Town of Grimsby


2015 Prince of Wales Prize

Situated at the base of the Niagara Escarpment on the shores of Lake Ontario, the small Town of Grimsby, Ontario (population 26,325) takes big pride in its heritage as evidenced in its well-preserved downtown, historic beachfront, and the palpable enthusiasm of its history-loving citizens.

Once known as “The Forty,” Grimsby was founded in 1790 by a group of Loyalist families who settled at 40 Mile Creek following the American Revolution. Here, they found fertile soils and waterfalls to power mills, and their community flourished.

In 1859, a Methodist campground billed as “Canada’s Chautauqua” was established at Grimsby Park. At its height, it drew as many as 50,000 summer vacationers from throughout the Golden Horseshoe who came to camp in the park and holiday in whimsical gingerbread house cottages. Grimsby remained a popular holiday destination through to the 1960s when its permanent population took off with the growth of the fruit industry.

Though faced with developmental pressures, Grimsby has recognized the importance of heritage conservation in improving quality of life and enhancing a sense of place and community. Thanks to this longstanding commitment, today more 95 percent of the town’s pre-1939 building stock still stands.

Beginning with the conversion of a former blacksmith shop (circa 1800) into the first Grimsby Museum in 1963, the Town has demonstrated a firm commitment to investing in its heritage assets. In 1986, the Heritage Inventory was created which today lists 142 properties. A Cultural Heritage Landscape Inventory established this year includes 26 sites to date.

In Grimsby, heritage planning is integrated into the Official Plan. Its vision states that “Grimsby’s future will build on its small town scenic character” and that “Grimsby’s natural heritage, cultural heritage and arts will be celebrated and protected.”

To demonstrate this commitment, Grimsby, in partnership with the Region of Niagara, has implemented a robust suite of policies and programs aimed at promoting heritage conservation. Financial measures include:

  • Designated Property Grant Program: Provides grants up to $30,000 for heritage-designated commercial property and $10,000 for heritage-designated residential property for façade improvement projects.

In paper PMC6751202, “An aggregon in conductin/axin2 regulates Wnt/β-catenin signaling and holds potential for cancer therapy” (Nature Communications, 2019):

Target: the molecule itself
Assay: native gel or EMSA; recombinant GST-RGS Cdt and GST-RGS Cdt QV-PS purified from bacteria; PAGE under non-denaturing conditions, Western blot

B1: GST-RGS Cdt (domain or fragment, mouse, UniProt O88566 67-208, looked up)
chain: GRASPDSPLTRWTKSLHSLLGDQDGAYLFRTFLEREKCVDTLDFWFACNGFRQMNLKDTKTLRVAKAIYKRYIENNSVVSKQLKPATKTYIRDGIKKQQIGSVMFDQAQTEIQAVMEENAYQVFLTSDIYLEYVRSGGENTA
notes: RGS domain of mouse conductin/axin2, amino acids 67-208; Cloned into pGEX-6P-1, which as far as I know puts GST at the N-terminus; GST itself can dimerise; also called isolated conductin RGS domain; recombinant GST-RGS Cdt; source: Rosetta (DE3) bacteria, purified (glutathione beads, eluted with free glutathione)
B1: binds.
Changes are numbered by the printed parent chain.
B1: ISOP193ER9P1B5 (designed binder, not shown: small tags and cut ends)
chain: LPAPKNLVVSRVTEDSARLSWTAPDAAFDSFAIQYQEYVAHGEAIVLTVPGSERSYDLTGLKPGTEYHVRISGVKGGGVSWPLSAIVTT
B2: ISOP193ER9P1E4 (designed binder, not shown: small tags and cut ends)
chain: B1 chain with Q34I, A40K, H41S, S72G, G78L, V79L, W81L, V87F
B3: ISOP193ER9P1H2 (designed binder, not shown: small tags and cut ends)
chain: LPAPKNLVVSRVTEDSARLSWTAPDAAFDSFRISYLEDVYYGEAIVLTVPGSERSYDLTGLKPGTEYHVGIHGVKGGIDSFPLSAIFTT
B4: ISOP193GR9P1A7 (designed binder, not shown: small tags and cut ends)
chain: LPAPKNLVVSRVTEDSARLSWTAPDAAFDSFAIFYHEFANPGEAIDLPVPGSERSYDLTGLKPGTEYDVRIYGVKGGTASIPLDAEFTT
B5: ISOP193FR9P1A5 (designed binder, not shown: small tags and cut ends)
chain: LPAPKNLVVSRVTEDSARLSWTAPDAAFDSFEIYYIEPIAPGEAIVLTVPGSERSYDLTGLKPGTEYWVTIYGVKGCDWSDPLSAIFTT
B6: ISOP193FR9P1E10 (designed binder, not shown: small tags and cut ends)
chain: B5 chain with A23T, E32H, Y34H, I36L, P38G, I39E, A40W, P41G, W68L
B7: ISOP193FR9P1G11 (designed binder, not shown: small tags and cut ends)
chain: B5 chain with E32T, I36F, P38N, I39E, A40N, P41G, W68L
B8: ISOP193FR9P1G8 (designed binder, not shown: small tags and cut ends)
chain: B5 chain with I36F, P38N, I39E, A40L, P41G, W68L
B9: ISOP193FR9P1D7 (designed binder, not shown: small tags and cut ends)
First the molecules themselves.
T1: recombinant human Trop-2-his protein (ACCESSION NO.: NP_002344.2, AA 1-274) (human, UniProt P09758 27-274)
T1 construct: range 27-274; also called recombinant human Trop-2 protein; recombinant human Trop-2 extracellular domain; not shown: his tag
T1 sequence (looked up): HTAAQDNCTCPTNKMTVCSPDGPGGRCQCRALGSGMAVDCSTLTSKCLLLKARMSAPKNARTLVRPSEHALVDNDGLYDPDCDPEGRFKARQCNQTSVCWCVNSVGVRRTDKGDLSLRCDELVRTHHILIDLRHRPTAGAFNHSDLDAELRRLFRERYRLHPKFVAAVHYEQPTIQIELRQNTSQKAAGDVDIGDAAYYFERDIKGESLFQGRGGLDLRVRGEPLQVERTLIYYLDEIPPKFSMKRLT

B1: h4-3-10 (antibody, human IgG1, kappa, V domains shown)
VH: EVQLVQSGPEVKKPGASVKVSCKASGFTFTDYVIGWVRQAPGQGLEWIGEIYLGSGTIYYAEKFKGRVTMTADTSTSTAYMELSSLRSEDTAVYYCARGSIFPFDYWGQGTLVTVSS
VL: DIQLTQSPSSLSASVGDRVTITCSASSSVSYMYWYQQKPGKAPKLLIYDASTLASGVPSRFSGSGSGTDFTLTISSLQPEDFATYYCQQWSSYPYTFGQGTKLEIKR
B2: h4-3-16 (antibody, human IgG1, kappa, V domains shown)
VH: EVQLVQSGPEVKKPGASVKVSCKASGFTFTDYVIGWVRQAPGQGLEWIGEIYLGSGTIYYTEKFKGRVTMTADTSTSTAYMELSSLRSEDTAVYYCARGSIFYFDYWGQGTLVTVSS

• Downtown Grimsby Property Rehabilitation and Redevelopment Tax Increment Rebate: Owners who complete property rehabilitation projects are eligible for reimbursement in the form of an annual grant equivalent to 70% of the resulting municipal tax increment for up to 10 years.
  • Residential Conversion/Intensification Grant: Provides a grant equal to 50% of the cost of rehabilitation existing residential units, up to a maximum of $75,000.

In addition, several zoning by-laws protect the town’s historic character and ensure the sensitive integration of new developments within the historic context.

The residents of Grimsby celebrate their community’s heritage, enthusiastically participating in the annual Doors Open Grimsby Festival, historic walking tours and the Grimsby Heritage Art Contest. This enthusiasm demonstrates how powerfully heritage connects citizens to their town.

The jury was unanimous in its selection of this impressive nomination, calling Grimsby’s approach to heritage conservation “proactive” and “sophisticated.”

“Grimsby has so many dedicated programs for such a small community, such as designated property grants, tax increments, special zoning, and main street façade improvement grants. They have everything that you could possibly think of.”

The Town of Grimsby was nominated by the Chair of the Grimsby Heritage Advisory Committee.

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